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The economic injury disaster loan, for which Dr. Desai applied, initially promised up to $2 million in assistance but now has an apparent cap of $15,000, which she said would barely cover Swish Dental's rent.
"We're not exactly sure we're going to receive it, how much we're going to receive. And it just seems like [the Small Business Administration has] tons of applications," she said.
Across Austin, private practices have seen a sharp drop in business because of a state-mandated moratorium on non-essential procedures and surgeries. According to the healthcare data firm Infinedi Analytics, patient visits are down 68% in Travis County, compared to 47% nationally.
"The problem … is a lot of the routine care and elective surgeries are pretty much on hold right now as we gear up and get ready for whenever this surge of patients is going to happen," said Dr. Jack Myers, a Temple-based physician and board member of the Texas chapter of the American College of Physicians.
The American Academy of Family Physicians, which represents 134,600 members, lobbied Congress to account for private practices in its $2 trillion stimulus package.
"If there is a private practice out there in the United States of America that is still seeing their full complement of patients, they're in violation of the federal and state mandates," AAFP President Gary LeRoy said. "So I don't know anyone who's not been touched by this."
On March 26, President Donald Trump signed into law the Cares Act, bipartisan emergency legislation that included $377 billion for small businesses. Last Friday, applications opened for a relief program included in the act—the Paycheck Protection Program—which allows small businesses like Swish Dental to apply for up to $10 million in forgivable loans so long as they don't lay off any employees or they rehire those who had been already.
Local private practices are waiting for this money to be disbursed, and some have questioned if the stimulus will be enough to prevent these businesses from going under.
Consulting firm Gist Healthcare reported April 1 that 61% of primary care clinicians are uncertain about their ability to remain open in four weeks and 19% are unsure if they will be forced to close permanently.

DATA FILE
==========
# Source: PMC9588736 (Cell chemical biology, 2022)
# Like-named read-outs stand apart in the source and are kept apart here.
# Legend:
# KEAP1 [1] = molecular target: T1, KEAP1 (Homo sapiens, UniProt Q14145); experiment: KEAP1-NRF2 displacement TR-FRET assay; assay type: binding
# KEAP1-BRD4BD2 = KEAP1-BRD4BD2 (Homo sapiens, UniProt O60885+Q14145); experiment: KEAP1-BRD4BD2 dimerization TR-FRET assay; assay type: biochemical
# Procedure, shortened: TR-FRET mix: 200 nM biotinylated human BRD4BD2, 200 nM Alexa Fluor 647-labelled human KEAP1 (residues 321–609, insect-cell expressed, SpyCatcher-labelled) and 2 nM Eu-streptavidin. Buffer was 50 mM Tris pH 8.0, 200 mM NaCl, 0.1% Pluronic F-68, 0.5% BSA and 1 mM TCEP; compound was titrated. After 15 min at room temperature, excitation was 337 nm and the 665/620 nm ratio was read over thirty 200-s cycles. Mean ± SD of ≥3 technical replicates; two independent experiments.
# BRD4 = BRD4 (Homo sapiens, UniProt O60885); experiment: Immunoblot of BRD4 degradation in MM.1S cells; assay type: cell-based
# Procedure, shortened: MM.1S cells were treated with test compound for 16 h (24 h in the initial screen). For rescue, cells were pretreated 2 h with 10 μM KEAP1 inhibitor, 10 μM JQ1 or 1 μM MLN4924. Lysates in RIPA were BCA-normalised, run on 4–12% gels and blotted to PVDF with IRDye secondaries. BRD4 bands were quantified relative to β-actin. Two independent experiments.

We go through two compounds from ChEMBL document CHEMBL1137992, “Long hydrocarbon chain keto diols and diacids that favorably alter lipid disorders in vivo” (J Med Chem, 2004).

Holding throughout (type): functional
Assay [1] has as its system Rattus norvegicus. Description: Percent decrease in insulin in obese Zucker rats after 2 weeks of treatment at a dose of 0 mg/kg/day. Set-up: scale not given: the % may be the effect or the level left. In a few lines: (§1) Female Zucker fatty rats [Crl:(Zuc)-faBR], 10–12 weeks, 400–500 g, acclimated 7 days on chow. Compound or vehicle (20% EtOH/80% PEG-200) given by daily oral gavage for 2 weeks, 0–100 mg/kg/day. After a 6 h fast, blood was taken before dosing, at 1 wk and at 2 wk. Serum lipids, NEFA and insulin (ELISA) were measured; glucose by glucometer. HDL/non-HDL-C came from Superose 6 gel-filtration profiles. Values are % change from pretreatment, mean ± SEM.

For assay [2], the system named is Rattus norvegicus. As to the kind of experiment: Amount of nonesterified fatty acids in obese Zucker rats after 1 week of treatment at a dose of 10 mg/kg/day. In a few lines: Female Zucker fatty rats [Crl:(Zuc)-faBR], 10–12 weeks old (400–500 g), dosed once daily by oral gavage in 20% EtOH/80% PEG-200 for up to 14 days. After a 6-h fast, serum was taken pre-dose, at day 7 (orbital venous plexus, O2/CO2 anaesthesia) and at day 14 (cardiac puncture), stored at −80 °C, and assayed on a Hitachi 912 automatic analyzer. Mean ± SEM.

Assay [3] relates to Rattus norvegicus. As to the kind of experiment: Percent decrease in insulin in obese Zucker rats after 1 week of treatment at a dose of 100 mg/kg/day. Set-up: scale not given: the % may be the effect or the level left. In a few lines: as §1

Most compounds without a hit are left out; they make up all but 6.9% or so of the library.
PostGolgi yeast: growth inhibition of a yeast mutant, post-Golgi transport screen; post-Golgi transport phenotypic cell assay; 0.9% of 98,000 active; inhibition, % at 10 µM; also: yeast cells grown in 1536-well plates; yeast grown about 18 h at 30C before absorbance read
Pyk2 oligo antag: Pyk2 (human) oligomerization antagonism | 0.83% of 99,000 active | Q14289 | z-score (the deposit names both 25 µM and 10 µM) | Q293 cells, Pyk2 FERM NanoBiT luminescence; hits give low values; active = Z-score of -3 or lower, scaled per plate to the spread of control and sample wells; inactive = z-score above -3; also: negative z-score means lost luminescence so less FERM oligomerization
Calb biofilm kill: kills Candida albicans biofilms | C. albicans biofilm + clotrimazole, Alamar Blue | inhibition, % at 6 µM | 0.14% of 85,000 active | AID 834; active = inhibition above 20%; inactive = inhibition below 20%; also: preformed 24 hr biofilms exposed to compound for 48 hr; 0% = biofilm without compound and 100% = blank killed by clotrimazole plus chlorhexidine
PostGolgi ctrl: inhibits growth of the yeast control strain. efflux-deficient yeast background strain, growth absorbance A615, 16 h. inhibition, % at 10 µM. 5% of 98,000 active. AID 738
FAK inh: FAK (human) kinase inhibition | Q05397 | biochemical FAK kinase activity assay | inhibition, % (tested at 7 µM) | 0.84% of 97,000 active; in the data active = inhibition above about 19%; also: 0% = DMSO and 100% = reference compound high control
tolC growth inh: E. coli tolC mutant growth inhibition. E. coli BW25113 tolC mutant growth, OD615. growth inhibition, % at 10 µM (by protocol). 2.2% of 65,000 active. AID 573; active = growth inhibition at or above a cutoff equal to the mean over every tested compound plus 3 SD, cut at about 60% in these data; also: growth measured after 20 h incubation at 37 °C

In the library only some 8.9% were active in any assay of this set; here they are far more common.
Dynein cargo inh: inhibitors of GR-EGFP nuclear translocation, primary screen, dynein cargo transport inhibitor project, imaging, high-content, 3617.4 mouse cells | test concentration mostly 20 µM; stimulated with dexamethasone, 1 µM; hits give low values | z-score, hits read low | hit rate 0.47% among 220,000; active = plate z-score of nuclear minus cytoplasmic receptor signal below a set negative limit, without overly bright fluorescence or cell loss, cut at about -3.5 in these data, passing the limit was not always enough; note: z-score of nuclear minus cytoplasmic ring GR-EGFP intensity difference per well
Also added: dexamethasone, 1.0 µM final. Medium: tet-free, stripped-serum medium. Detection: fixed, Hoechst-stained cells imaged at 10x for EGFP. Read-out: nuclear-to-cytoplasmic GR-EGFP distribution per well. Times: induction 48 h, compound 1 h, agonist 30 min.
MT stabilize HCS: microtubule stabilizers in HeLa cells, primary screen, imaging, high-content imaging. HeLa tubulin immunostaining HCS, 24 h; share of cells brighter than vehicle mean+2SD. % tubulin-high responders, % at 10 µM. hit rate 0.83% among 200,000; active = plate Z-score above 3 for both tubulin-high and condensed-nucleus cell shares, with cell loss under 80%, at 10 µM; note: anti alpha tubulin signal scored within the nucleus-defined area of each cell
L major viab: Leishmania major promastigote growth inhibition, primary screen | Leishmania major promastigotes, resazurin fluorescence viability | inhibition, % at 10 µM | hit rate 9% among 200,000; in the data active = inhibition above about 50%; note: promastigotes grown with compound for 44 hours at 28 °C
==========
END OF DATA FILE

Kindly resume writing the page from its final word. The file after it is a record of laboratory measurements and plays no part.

Some practices are already reducing costs.
"We are hearing about nurse practitioners who are losing jobs or being furloughed across the state," Texas Nurse Practitioners Board President Christy Blanco said.
Last week, dozens of professional organizations and state medical societies—including the American College of Physicians, the American Medical Association and the Texas Medical Association—wrote a letter to Health and Human Services Secretary Alex Azar requesting additional relief for private practices, beyond what was included in the Cares Act.
Specifically, the signatories asked the U.S. Department of Health and Human Services to provide one month of revenue to physicians, nurse practitioners and physician assistants caring for patients covered by Medicare or Medicaid "to account for financial losses and non-reimbursable expenses."
Some physicians are incurring expenses—such as staying in hotel rooms or renting apartments to avoid exposing their families to the coronavirus—that do not qualify for federal assistance under the Cares Act, per the letter.
"Who's going to recoup those expenses?" Dr. Myers asked.
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Tesla CEO Elon Musk announced a record-setting second quarter during an earnings call broadcasted from the Giga Texas construction site in Southeast Travis County on Monday.
The electric carmaker reported more than $1 billion in quarterly net income and the production of more than 200,000 vehicles for the first time despite challenges such as a global semiconductor shortage.
"It … seems that public sentiment towards electric vehicles is at an inflection point, and at this point, I think, almost everyone agrees electric vehicles are the only way forward," Musk said.
Exterior shots taken just a while ago of Giga Texas (while @elonmusk is reportedly at the Gigafactory!) during today's earnings call!
Hope @peterdog15 got to catch the technoking in his video! #fastestinhistory #Tesla pic.twitter.com/WqeDlb5wU3
— Austin Tesla Club (@AustinTeslaClub) July 26, 2021
Despite rising consumer demand and adequate factory capacity, Tesla faces what Musk described as a "quite serious" global semiconductor shortage, which will determine the company's growth rate for the rest of the year.
With increased revenue and production, Tesla is investing in new factories, Chief Financial Officer Zachary Kirkhorn said. These include Giga Texas, the $1.1 billion manufacturing plant that broke ground last summer and is slated to open later this year.